Twelve inches or 12 feet, the line is the line

| 29 Sep 2011 | 08:23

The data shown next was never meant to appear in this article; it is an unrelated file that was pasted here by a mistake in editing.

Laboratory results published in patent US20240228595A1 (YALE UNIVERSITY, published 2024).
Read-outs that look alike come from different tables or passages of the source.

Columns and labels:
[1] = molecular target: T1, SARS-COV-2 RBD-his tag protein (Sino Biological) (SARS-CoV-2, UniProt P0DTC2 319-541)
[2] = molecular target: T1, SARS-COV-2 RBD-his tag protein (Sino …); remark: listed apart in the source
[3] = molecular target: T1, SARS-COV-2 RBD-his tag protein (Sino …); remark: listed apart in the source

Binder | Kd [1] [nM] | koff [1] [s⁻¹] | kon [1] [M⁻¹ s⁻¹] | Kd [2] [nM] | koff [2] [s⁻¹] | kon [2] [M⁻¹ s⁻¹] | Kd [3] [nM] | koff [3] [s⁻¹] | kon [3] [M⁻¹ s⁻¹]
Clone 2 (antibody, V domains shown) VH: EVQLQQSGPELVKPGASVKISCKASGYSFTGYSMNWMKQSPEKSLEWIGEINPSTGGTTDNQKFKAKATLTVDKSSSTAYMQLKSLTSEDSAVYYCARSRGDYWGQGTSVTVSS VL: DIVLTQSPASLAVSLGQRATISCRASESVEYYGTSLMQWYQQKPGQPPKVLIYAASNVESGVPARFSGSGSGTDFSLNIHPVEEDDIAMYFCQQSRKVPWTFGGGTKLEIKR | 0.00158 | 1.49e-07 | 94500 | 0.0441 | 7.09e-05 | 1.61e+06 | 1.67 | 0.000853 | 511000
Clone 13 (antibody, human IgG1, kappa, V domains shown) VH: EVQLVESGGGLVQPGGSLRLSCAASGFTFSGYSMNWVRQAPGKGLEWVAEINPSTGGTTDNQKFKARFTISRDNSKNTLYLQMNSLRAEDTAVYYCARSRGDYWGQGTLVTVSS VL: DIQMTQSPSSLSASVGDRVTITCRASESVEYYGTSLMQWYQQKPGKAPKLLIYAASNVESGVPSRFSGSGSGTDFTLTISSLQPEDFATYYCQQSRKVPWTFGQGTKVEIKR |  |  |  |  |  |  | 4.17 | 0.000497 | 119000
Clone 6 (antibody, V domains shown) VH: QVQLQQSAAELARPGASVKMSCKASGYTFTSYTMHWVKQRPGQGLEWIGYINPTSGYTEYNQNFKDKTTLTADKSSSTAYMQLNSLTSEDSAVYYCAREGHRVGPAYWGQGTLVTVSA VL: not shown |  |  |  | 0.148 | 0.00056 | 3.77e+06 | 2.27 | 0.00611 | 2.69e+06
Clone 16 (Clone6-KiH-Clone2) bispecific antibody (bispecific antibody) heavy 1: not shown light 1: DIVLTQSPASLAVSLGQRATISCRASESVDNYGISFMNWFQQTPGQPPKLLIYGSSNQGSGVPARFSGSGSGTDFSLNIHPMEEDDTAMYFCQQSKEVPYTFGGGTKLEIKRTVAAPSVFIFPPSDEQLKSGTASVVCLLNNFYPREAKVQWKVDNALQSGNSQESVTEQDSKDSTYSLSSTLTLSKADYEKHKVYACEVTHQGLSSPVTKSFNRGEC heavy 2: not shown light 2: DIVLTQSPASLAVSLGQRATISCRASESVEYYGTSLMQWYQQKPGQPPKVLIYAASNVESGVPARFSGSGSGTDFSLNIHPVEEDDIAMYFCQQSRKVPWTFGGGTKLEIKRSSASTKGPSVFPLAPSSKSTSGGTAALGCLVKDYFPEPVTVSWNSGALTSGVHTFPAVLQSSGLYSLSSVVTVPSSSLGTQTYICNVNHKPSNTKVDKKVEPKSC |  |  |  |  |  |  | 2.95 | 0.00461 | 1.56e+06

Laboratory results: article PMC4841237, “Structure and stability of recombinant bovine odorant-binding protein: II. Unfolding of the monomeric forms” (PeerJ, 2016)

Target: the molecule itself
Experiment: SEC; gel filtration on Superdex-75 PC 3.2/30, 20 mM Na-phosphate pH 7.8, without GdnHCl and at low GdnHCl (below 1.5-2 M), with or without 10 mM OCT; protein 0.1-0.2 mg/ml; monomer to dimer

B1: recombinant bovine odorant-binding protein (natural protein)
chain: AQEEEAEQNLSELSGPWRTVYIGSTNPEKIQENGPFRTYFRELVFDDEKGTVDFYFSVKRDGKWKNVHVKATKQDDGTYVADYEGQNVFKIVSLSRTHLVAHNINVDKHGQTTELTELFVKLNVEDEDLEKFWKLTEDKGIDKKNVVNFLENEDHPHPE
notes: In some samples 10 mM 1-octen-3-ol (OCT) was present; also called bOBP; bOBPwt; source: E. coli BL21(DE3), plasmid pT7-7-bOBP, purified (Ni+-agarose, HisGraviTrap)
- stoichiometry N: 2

MILFORD - Whether it was an illegal intrusion on public property or a harmless and attractive fence, it’s gone. After three years of haggling, borough workers took down the fence at 109 East Ann Street on Wednesday morning and both sides continue to claim the wrongdoing rested with the other party. The fence, all sides agree, was mistakenly erected, encroaching about one foot over the property line into the borough right of way. That’s where the agreement ends. Joseph Biondo Sr. had the 120-foot, $5,500 fence built. “The enhancement people came to me saying picket fences could add to and help improve the appearance of the town. I said great.” The problem arose after Lynn “Cookie” Astringer purchased one of the homes behind the fence. She incurred a zoning violation during repairs on the house, had a survey done to settle a setback issue and coincidentally verified the fence encroachment. A series of violations and negotiations followed, without a satisfactory result. Astringer says she signed away all interest in the fence in 2004, in hopes that the borough’s taking ownership would lead to a settlement. In September of the next year, the borough agreed to pay to relocate the fence. Biondo and Astringer say they reneged on that agreement. Borough President Matthew Osterberg says that Biondo refused the agreement, calling for an easement similar to one that granted Alan Blumenson at 207 East Ann. Blumenson has an older fence that also encroaches and he says he was still willing to go along, as long as the borough replaced any shrubs they killed in moving the fence. Biondo denies that he rejected the deal and insists that the village reneged on moving the fence and then removed it when they took ownership, although the fence did not interfere with any public use. Osterberg insisted the borough, which no longer issues fence easements, could not set a precedent by allowing the encroachment. “It wouldn’t matter if it’s 12 inches or 12 feet. People would have been building any way they pleased.” He reeled off five homeowners who have voluntarily moved fences after learning they had encroachment problems. “This has been very frustrating.” Looking at the space where her fence once stood, Astringer said she felt vulnerable without it. “I can still see it there,” she said.